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    • Senate just gaveled out til Monday…..Schumer filed cloture on couple executive nominations, no judicial…..I’m thinking the judicial nominees are going to expire at end of this Congress and we’ll have to go through this charade again in Jan….

      They are scheduled to be done next Thurs, and I cannot see them getting thru all the judicial nominations especially when 3 need a discharge vote….

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      • It’s almost criminal that the senate is taking tomorrow off. Even worse if they do not cancel some of the first week of the Christmas recess. I saw the SJCC set up an executive calendar for next Thursday but no nominations hearings. With all of the polling issues the Democrats are having this year with not getting other big ticket items taken care of, I at least expected the to be solid on judges. They are truly disappointing with the limited time they have until they could be out of the majority, either by the midterm losses or by an untimely loss of a senator in a state with a Republican governor.

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  3. They’re off almost all Fridays and the Monday schedule is always super light…….They gavel in at 3pm. do one cloture vote at 5:30pm then adjourn after that…..

    Tues is weekly caucus lunch meeting day, so best case scenario would be cloture votes starting Tues in late afternoon on judicial nominees, but that likely can only happen if Schumer files cloture on nominees Mon evening….

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    • Correct. Absolutely horrible. Senator Schumer waited so long to become majority leader & this is what we get. He’s done a phenomenal job on judicial recommendations but this schedule simply won’t cut it if they are going to get real big things accomplished along with substantially cutting into the rightward shift Trump put the courts on.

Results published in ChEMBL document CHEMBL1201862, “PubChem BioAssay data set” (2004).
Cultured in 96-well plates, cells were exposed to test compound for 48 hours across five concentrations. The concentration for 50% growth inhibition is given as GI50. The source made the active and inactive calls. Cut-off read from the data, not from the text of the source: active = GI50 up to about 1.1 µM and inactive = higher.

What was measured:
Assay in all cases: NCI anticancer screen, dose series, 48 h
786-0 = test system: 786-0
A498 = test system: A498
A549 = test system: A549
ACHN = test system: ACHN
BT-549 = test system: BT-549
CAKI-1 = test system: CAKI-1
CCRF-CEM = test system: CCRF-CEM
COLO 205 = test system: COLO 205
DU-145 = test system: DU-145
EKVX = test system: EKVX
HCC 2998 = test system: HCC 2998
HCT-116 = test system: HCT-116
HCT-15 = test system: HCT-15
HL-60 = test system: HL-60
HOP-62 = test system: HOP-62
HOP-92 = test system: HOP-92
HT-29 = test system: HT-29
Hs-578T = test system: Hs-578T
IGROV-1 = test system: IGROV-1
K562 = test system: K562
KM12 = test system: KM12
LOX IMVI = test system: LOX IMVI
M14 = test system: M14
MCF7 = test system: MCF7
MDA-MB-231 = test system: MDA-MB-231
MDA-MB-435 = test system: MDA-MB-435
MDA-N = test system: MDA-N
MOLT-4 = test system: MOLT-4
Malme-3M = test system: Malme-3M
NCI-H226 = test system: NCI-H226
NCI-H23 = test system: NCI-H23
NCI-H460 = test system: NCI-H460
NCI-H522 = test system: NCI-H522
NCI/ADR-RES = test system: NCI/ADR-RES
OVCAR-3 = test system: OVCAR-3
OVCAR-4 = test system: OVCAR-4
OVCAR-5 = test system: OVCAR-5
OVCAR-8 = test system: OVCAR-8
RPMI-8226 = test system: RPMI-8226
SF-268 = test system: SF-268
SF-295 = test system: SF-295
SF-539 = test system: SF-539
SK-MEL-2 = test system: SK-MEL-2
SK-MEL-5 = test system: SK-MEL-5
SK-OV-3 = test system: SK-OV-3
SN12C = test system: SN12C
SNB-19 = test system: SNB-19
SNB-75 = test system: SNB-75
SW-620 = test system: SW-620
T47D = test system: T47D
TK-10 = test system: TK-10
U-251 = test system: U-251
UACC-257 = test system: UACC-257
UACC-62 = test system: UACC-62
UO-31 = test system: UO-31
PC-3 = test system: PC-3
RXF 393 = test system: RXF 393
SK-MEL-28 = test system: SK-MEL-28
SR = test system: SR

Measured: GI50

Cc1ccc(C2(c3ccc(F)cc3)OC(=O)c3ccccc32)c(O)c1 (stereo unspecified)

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      • Now a 3rd Circuit opening,,

        I remember there was a 3rd Cir nominee in last admin that Sen Casey did NOT support, yet the nominee advanced and was confirmed…..so turnabout is fair play, I hope Casey doesn’t even consult with Toomey re; this nomination…

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      • This is outstanding news, especially after the bad news of Robert King withdrawing his 4th circuit senor status. Hopefully President Biden already has a couple of nominees pending for the first vacancy so he can quickly nominate both seats at the same time. It was highly speculated that judge Smith was going to take senor status at the end of his chief judge status since he already had another career lined up so this announcement should not have been much of a surprise.